You may have heard that honey bees are “disappearing” or “dying out” or being poisoned by agricultural chemicals. To paraphrase Mark Twain, the reports of honey bee death are greatly exaggerated. There have been problems, with individual (usually commercial) beekeepers losing vast numbers of colonies, but it isn’t a problem we all have. And so far, there’s no clear cut answer, in spite of reports that point to agricultural chemicals.
Let me say first that I am a beekeeper (also a wife, mother, soap and sundry maker, former UNIX system admin, and a few others things). But nowhere on my resume is either “biologist” or “chemist.” Or any other title that would qualify me to offer more than an opinion based on what I’ve read in the popular press and in beekeeping journals, and what I’ve heard from other beekeepers.
My opinion is that beekeeping’s biggest problem right now (and for the last 25 years) is parasitic mites. They feed on the lymph of growing pupae, weakening them and spreading viruses through the hive. Mites weaken the immune system of individual bees, and weaken the hive overall with that parasitism. Keeping mites under control is a beekeeper’s biggest concern.
How is the question. If you’re like me, you prefer to start with bees that are mite tolerant (meaning they have found strategies to minimize the numbers and damage mites do), paired with pest management techniques that give the bees support. As a last resort, formic acid can be used to knock down mite numbers. Formic acid is present in honey, coffee, and many plants. I haven’t had to use it in my apiary yet, but it’s good to have a tool in reserve, just in case.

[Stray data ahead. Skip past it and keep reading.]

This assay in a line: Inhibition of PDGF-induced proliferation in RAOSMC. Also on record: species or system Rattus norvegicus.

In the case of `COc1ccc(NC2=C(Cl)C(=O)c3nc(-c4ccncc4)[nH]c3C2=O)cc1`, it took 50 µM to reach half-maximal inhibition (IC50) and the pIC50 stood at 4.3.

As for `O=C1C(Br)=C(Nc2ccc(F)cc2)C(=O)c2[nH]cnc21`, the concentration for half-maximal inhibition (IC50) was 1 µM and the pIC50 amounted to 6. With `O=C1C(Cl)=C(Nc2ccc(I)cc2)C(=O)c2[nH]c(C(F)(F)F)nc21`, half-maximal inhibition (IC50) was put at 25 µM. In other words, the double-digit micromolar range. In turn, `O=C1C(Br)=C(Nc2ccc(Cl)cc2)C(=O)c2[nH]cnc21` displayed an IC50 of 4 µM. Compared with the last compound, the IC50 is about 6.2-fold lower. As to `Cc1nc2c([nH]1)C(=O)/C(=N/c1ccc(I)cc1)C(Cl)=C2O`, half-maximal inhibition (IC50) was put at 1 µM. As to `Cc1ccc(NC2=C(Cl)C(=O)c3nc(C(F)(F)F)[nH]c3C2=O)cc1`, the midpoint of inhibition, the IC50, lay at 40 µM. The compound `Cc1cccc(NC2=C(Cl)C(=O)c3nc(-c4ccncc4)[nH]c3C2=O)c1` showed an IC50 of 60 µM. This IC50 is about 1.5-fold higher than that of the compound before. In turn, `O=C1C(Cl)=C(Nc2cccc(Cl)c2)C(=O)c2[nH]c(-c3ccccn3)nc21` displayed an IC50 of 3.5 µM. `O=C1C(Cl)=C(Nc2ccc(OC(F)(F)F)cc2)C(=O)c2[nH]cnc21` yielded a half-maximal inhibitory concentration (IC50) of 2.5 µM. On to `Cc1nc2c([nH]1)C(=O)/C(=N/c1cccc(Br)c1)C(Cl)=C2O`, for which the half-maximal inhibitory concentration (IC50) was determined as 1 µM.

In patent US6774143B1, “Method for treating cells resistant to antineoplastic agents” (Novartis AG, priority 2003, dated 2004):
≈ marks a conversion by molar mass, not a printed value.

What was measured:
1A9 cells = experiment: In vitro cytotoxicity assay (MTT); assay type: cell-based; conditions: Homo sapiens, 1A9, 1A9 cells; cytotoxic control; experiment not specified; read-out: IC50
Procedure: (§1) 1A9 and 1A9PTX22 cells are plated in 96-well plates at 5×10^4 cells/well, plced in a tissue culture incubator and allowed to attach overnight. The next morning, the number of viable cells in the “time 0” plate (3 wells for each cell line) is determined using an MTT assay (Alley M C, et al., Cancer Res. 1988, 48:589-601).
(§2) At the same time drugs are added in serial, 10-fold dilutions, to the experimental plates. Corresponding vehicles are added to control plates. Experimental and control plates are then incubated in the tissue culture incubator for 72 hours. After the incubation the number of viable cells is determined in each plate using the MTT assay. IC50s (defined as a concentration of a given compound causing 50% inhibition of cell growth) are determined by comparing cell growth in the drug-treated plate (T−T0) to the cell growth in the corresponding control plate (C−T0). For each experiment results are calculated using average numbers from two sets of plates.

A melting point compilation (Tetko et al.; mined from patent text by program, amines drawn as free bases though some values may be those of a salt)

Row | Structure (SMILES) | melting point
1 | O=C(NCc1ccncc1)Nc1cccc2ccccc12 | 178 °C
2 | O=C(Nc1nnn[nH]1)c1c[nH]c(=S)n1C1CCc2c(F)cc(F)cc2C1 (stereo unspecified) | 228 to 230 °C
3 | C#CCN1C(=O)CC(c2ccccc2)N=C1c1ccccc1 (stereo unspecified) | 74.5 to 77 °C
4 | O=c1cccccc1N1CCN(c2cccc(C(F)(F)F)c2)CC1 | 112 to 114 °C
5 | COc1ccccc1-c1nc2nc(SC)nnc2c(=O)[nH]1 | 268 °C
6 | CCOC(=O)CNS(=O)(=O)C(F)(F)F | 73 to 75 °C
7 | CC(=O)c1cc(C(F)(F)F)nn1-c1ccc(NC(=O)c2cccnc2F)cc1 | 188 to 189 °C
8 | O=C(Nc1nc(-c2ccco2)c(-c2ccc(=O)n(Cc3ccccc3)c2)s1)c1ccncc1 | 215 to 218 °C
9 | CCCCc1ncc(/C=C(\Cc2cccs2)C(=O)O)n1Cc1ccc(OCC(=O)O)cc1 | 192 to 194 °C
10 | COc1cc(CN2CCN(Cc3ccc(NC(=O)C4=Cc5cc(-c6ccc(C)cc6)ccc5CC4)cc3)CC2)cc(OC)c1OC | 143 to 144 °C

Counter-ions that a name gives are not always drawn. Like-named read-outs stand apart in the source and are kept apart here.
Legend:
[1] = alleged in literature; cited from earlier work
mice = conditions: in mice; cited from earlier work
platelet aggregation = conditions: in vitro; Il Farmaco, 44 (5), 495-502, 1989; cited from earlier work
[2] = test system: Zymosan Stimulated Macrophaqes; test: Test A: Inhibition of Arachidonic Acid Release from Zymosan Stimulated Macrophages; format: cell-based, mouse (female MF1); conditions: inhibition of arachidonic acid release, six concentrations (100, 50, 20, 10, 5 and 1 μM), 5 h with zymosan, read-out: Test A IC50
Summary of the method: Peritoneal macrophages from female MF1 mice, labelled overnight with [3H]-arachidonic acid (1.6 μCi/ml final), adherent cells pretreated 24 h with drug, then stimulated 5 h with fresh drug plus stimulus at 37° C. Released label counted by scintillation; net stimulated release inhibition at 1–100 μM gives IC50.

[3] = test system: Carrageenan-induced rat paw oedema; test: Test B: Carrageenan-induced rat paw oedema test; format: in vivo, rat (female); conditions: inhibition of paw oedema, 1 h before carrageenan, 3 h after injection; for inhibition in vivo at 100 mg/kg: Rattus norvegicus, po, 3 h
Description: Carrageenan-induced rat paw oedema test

Back to the stories of dying bees: overall, we seem to be doing fine. The numbers of managed honey bee hives in the United States have been going down since World War II, but that is a long term trend. We aren’t falling off a cliff, but we might be sliding down hill.
If you want to help, you can try your hand at beekeeping–look for a local club to help you get started. Or plant a bee friendly garden. Bees love a wide variety of flowers: thyme, lavender, sunflowers, anything in the mint family, St. John’s Wort, balms, clover, dandelions (oh, you already have those, do you?) and trees like maples, willows, basswood, black locust, and more.
Encourage beekeeping in your area by helping remove outdated laws that prevent urban and suburban beekeeping.
Head to a farmer’s market and buy local honey (it tastes better than the stuff on the grocery store shelf, I promise!).
Ask your local grocery store to carry local honey and other local produce.
Buy organic, when you can.
Every little bit helps!